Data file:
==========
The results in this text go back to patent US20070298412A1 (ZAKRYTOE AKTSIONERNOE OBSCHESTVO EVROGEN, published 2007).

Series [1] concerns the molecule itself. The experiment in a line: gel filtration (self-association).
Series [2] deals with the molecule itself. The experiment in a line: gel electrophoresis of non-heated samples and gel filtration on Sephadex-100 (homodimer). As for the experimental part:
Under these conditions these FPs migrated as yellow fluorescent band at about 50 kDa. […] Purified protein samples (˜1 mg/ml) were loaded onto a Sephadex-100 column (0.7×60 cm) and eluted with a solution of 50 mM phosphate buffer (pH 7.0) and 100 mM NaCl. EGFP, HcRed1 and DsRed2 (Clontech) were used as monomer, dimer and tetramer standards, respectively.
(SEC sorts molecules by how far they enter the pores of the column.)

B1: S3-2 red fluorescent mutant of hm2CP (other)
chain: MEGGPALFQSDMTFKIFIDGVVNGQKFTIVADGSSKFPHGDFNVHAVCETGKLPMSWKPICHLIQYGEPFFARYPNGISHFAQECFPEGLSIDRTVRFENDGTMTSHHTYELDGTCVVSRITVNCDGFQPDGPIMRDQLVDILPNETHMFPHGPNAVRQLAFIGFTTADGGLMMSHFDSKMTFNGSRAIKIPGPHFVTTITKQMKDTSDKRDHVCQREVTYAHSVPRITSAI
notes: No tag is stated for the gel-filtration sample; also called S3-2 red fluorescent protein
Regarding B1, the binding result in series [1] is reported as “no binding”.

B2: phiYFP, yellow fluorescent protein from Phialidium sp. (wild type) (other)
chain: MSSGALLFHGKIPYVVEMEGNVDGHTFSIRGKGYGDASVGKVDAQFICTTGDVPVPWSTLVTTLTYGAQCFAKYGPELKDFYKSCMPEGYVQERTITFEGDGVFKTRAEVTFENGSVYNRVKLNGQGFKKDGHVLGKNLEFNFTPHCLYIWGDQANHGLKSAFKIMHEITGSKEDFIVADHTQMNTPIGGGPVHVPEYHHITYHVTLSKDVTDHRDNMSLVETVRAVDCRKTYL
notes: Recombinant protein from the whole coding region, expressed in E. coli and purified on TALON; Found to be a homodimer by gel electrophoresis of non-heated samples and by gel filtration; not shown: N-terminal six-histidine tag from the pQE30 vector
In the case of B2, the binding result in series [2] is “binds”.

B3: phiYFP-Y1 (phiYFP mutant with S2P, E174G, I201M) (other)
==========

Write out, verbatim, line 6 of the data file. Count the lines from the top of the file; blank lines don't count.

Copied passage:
B1: S3-2 red fluorescent mutant of hm2CP (other)